The Oscar nominations will be announced on Thursday morning.

 

The Daily Drive-In: The Creature From The Black Lagoon (dir. by Jack Arnold)


As anyone who knows me can tell you, Lisa Marie doesn’t do water.

Seriously, I have a very intense fear of drowning and, while I might enjoy laying out by the pool during the summer, you’re never going to catch me actually going anywhere near the deep end.  I’m the epitome of the girl who loves the beach but hates the ocean.  As a result, I have a hard time with movies the feature swimmers thrashing about in the water or ancient monsters coming up to the surface in search of swimsuit-clad victims.

For lack of a better term, these films freak me out.

Sometimes, however, it’s fun to be freaked out.  Perhaps that’s why I so love the 1954 monster classic, The Creature From The Black Lagoon.

Like all good B-movies from the 1950s, The Creature From The Black Lagoon starts off with a lot of stock footage and a stuffy narrator telling us about how the Earth was created and how mankind originally evolved from a creature that crawled out of the sea.  The narrator manages to cover all the bases by including a few Biblical quotes with his explanation of how evolution works.

From the beginning of mankind, we fast forward to the 1950s.  A fossilized claw has been discovered in the Amazon and a group of scientists think that it could be evidence of the missing link in human evolution.  Mark (Richard Denning), who is kind of a jerk, funds an expedition to the Amazon to search for more evidence.  Accompanying Mark is hunky young scientist David (Richard Carlson) and David’s girlfriend, Kay (Julie Adams).  Traveling on a boat captained by the rather gruff Lucas (Nestor Paiva), they go to the camp where the fossil was originally discovered.  However, once they arrive, they discover that everyone in the camp has been killed.  Lucas suggests that the camp was attacked by a jaguar.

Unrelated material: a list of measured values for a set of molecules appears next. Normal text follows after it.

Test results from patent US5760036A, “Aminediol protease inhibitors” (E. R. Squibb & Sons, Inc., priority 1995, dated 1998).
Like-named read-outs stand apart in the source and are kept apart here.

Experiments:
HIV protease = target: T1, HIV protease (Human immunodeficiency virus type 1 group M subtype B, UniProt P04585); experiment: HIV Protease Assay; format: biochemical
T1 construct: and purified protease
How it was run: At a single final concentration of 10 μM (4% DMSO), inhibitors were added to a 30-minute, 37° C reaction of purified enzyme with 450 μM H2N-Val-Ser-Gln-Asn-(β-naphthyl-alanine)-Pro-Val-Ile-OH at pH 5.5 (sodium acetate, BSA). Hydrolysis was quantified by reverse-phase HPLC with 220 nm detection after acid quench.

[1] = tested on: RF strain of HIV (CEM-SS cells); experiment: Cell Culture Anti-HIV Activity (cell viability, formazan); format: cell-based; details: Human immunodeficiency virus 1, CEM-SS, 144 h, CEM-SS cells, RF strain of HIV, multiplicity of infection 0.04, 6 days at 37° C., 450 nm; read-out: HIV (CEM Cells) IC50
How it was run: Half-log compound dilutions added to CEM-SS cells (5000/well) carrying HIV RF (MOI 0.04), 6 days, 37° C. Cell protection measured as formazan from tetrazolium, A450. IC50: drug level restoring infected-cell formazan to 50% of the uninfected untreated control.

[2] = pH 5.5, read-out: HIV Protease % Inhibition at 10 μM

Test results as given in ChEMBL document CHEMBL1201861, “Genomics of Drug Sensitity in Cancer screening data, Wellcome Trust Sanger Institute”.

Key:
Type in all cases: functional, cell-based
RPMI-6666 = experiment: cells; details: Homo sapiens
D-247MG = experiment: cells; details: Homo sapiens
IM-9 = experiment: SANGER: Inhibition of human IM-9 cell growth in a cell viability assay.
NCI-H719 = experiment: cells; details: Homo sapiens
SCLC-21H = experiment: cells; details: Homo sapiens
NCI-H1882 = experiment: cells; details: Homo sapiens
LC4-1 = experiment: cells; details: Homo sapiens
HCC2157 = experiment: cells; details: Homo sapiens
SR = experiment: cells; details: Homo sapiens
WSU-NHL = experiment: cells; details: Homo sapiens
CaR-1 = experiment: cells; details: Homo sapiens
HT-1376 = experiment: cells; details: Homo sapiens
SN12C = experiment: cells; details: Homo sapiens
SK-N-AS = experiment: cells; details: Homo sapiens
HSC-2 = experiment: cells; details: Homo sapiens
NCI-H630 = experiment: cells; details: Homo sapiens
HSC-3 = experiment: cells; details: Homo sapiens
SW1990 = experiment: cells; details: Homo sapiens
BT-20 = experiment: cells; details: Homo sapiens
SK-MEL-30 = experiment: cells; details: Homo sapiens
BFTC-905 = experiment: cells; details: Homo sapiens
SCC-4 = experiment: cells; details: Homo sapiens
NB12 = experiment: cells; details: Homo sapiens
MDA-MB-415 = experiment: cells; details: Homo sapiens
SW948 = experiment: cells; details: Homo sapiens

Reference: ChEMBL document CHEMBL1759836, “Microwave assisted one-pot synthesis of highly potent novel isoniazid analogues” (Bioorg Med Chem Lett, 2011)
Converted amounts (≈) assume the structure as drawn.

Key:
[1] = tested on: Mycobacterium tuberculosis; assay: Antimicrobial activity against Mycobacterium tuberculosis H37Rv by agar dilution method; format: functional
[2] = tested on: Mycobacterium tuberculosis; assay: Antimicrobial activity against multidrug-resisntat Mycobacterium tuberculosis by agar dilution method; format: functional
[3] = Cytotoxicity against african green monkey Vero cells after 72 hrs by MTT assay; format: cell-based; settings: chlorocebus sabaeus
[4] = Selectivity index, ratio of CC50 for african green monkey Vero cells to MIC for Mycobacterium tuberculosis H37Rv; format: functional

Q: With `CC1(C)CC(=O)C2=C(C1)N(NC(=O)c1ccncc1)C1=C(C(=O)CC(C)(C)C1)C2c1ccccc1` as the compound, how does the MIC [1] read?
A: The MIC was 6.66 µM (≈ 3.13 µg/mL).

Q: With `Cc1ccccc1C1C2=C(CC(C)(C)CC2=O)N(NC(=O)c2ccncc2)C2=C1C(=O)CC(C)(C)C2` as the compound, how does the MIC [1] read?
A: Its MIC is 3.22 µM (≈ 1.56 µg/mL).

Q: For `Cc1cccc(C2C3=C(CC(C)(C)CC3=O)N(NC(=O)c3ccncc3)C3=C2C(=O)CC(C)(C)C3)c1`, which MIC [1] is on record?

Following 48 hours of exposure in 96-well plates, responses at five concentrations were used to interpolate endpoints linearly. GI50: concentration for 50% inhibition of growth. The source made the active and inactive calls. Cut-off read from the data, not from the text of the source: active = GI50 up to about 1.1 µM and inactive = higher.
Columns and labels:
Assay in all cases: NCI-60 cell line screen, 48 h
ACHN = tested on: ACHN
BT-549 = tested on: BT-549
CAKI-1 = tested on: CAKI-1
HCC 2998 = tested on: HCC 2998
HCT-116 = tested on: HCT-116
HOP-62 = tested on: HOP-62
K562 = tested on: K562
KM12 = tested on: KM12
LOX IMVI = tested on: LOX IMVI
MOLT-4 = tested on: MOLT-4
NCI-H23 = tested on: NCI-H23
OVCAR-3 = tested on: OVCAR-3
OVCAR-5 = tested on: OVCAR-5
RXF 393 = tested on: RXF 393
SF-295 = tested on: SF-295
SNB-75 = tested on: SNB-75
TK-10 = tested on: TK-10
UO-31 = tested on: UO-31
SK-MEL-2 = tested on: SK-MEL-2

Lucas, needless to say, is totally incorrect.  The film isn’t called The Jaguar From The Black Lagoon.  It’s called The Creature From The Black Lagoon and the creature, also known as the Gill-Man (played by Ben Chapman when on land and by Ricou Browning whenever he’s underwater), is none too happy about these strangers invading his home.  Soon, the Gill-Man is stalking the expedition as they move up and down the Amazon River.

The Creature From The Black Lagoon is probably best known for the dream-like sequence in which Kay, wearing a white bathing suit that is simply to die for, swims in the Amazon River without realizing that the Creature is following just a few feet below her.  This scene (which does little to help with my aquaphobia) is one of the most iconic in the history of monster cinema.  Expertly framed by director Jack Arnold, this scene is distinguished by the graceful movement of both Julie Adams and Ricou Browning.  It’s as close as a monster movie has ever gotten to duplicating ballet.

Ultimately, like all good monster films, the Creature from the Black Lagoon is on the side of the monster.  The members of the expedition are, for the most part, interchangeable and, when the Gill-Man attacks, he’s acting more out of self-defense than out of hostility.  The expedition, after all, has invaded his home.  Like many 50s B-movies, the theme for The Creature From The Black Lagoon is not that people should be careful while investigating mysteries but that most mysteries are best left unsolved.

When you combine one of the genre’s most iconic monsters with Jack Arnold’s atmospheric direction, the end result is one of the best B-movies ever made.